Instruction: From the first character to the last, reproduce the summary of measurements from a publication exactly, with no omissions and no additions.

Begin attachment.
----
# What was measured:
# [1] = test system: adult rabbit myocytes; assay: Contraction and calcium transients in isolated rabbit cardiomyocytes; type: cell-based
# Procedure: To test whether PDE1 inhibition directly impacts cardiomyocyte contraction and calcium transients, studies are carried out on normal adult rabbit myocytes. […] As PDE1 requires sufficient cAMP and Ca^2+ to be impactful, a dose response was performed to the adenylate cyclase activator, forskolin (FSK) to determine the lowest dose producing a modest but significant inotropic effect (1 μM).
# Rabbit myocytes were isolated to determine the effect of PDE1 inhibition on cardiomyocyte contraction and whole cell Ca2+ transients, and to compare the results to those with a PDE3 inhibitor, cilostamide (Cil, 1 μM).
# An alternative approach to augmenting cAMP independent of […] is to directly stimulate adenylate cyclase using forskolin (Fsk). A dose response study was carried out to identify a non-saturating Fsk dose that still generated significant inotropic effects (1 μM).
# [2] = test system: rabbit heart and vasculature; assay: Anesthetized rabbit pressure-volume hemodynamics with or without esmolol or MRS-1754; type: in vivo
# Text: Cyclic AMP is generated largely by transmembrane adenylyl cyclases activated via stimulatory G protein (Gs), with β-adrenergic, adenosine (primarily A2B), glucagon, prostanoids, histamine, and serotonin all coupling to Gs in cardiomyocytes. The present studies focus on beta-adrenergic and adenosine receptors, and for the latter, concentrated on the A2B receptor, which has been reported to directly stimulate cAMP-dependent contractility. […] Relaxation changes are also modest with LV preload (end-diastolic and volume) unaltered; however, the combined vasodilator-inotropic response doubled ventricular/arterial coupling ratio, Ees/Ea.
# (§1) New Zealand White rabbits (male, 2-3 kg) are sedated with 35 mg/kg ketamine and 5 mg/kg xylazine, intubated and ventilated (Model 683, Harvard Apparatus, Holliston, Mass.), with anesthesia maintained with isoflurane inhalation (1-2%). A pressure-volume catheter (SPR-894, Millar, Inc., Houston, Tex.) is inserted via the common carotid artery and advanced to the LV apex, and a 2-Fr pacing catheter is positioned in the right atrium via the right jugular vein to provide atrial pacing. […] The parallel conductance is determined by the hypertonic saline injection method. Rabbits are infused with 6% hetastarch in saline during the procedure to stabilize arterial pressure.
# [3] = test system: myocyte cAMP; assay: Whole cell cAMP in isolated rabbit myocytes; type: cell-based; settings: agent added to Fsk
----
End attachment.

# What was measured:
# [1] = test system: adult rabbit myocytes; assay: Contraction and calcium transients in isolated rabbit cardiomyocytes; type: cell-based
# Procedure: To test whether PDE1 inhibition directly impacts cardiomyocyte contraction and calcium transients, studies are carried out on normal adult rabbit myocytes. […] As PDE1 requires sufficient cAMP and Ca^2+ to be impactful, a dose response was performed to the adenylate cyclase activator, forskolin (FSK) to determine the lowest dose producing a modest but significant inotropic effect (1 μM).
# Rabbit myocytes were isolated to determine the effect of PDE1 inhibition on cardiomyocyte contraction and whole cell Ca2+ transients, and to compare the results to those with a PDE3 inhibitor, cilostamide (Cil, 1 μM).
# An alternative approach to augmenting cAMP independent of […] is to directly stimulate adenylate cyclase using forskolin (Fsk). A dose response study was carried out to identify a non-saturating Fsk dose that still generated significant inotropic effects (1 μM).
# [2] = test system: rabbit heart and vasculature; assay: Anesthetized rabbit pressure-volume hemodynamics with or without esmolol or MRS-1754; type: in vivo
# Text: Cyclic AMP is generated largely by transmembrane adenylyl cyclases activated via stimulatory G protein (Gs), with β-adrenergic, adenosine (primarily A2B), glucagon, prostanoids, histamine, and serotonin all coupling to Gs in cardiomyocytes. The present studies focus on beta-adrenergic and adenosine receptors, and for the latter, concentrated on the A2B receptor, which has been reported to directly stimulate cAMP-dependent contractility. […] Relaxation changes are also modest with LV preload (end-diastolic and volume) unaltered; however, the combined vasodilator-inotropic response doubled ventricular/arterial coupling ratio, Ees/Ea.
# (§1) New Zealand White rabbits (male, 2-3 kg) are sedated with 35 mg/kg ketamine and 5 mg/kg xylazine, intubated and ventilated (Model 683, Harvard Apparatus, Holliston, Mass.), with anesthesia maintained with isoflurane inhalation (1-2%). A pressure-volume catheter (SPR-894, Millar, Inc., Houston, Tex.) is inserted via the common carotid artery and advanced to the LV apex, and a 2-Fr pacing catheter is positioned in the right atrium via the right jugular vein to provide atrial pacing. […] The parallel conductance is determined by the hypertonic saline injection method. Rabbits are infused with 6% hetastarch in saline during the procedure to stabilize arterial pressure.
# [3] = test system: myocyte cAMP; assay: Whole cell cAMP in isolated rabbit myocytes; type: cell-based; settings: agent added to Fsk